Some people may wonder what the appeal of the apocalypse is anyway. If you’re going to read fantasy, wouldn’t you rather have something more pleasant? Well, here’s the thing. Modern life is very complex and can sometimes confusing, and most of us work in jobs where there’s little obvious impact to what we do. In the world of The Silence, however, life is simple, and the impact of your decisions is clear. If you make the wrong decision, you and your family get devoured by evil bats. If you make the right decision, you don’t. Wouldn’t it be nice to have that kind of clarity in your everyday life?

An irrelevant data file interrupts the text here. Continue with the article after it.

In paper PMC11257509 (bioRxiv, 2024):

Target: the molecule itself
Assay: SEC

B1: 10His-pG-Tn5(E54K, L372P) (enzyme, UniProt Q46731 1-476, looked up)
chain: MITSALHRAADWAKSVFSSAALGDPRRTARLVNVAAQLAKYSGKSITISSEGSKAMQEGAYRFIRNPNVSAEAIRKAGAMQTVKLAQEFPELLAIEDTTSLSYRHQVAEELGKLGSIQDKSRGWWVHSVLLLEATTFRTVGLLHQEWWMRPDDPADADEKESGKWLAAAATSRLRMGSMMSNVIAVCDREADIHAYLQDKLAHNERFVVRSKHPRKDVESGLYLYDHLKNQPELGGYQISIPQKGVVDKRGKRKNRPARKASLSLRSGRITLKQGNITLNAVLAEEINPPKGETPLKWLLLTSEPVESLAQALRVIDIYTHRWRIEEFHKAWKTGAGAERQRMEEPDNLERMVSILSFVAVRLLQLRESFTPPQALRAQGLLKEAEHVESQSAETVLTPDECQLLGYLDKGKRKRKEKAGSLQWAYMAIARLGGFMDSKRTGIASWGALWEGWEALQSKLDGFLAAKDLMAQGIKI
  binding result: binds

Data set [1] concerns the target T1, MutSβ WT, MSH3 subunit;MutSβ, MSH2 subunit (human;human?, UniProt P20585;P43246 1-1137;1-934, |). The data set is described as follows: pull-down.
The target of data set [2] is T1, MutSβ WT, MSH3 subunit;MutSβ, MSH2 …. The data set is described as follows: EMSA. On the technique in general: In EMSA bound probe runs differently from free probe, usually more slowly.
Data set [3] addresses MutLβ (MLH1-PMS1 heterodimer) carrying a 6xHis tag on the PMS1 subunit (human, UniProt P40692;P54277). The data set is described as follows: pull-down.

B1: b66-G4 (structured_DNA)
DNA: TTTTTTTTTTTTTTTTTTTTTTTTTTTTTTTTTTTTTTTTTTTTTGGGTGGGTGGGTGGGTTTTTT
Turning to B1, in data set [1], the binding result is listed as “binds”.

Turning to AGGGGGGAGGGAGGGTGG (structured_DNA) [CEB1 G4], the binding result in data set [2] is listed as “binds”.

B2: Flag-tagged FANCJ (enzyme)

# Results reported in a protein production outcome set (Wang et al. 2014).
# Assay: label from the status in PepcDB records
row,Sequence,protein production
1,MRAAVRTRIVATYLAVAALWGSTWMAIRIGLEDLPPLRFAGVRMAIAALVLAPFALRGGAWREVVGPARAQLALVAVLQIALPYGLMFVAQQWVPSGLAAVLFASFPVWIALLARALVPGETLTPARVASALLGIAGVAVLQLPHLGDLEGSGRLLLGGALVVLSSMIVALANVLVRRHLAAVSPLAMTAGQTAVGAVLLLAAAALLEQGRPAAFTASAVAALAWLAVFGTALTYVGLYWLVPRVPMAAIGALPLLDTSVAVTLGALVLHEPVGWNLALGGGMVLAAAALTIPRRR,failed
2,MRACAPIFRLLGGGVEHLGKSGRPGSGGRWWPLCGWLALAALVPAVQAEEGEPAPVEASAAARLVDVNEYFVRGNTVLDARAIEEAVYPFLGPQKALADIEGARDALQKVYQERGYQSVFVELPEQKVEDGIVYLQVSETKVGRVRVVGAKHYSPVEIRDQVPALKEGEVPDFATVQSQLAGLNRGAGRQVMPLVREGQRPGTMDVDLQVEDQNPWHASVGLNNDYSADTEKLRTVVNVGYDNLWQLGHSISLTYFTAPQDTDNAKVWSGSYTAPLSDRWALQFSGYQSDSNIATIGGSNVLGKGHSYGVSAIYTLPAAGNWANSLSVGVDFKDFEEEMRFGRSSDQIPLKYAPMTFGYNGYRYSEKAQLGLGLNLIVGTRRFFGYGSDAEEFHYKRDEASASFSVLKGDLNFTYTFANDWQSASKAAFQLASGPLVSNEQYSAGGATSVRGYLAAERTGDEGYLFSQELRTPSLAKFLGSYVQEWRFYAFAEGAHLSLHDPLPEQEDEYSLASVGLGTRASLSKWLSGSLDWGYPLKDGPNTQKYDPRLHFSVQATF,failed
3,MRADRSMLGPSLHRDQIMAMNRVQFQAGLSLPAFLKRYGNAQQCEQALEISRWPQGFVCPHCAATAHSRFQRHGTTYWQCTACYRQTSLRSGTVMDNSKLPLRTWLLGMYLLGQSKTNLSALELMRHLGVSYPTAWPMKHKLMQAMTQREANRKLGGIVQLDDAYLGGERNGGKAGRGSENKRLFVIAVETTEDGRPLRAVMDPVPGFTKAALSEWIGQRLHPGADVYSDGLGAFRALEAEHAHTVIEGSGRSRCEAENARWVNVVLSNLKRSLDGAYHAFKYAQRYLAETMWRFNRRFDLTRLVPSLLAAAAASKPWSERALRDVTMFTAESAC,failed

Conspiracy thrillers – and their real-life-to-a-certain-value-of-real counterpart, conspiracy theories – have a different, but broadly related appeal. While on the surface the idea that the world is being controlled from behind the scenes by a sinister cabal of lizard people might sound terrifying, it’s actually kind of comforting to imagine that somebody, somewhere, knows what they’re doing. That there actually is somebody in charge after all, guiding the horrifying, chaotic mess we call reality to their own ends, whatever those ends may be.

The purpose of fiction is, if nothing else, to help us escape from reality for a while. And I seem to have come to the conclusion that being eaten by Pokémon-gone-wrong or controlled by lizard people sounds more appealing than real life right now.

Have a great weekend everyone.